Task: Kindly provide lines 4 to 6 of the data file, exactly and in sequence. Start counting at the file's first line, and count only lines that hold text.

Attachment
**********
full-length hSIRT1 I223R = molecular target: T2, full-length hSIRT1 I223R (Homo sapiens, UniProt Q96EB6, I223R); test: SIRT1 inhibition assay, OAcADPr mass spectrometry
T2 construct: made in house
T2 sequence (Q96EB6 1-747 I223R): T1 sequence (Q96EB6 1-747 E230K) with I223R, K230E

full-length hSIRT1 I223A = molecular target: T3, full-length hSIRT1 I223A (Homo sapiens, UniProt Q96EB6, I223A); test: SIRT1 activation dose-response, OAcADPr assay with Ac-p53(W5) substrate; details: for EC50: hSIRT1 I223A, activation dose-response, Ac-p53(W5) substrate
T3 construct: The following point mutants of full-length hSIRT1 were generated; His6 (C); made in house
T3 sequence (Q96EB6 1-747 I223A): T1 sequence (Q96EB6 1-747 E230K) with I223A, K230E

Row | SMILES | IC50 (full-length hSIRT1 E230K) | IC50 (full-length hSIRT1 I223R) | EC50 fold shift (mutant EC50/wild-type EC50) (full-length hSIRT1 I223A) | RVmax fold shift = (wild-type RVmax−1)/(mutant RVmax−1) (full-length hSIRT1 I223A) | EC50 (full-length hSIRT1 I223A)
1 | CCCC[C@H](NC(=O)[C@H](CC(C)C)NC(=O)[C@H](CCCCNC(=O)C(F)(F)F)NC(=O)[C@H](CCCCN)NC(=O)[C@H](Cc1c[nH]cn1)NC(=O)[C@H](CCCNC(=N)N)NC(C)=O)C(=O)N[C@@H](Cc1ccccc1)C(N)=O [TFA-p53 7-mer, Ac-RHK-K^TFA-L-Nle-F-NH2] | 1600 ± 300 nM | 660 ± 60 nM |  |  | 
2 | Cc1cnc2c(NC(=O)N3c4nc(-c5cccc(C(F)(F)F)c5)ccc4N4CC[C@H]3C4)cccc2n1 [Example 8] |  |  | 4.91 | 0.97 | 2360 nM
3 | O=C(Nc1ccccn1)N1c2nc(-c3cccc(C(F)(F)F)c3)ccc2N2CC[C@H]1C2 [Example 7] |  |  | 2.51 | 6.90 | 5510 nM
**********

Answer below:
full-length hSIRT1 I223A = molecular target: T3, full-length hSIRT1 I223A (Homo sapiens, UniProt Q96EB6, I223A); test: SIRT1 activation dose-response, OAcADPr assay with Ac-p53(W5) substrate; details: for EC50: hSIRT1 I223A, activation dose-response, Ac-p53(W5) substrate
T3 construct: The following point mutants of full-length hSIRT1 were generated; His6 (C); made in house
T3 sequence (Q96EB6 1-747 I223A): T1 sequence (Q96EB6 1-747 E230K) with I223A, K230E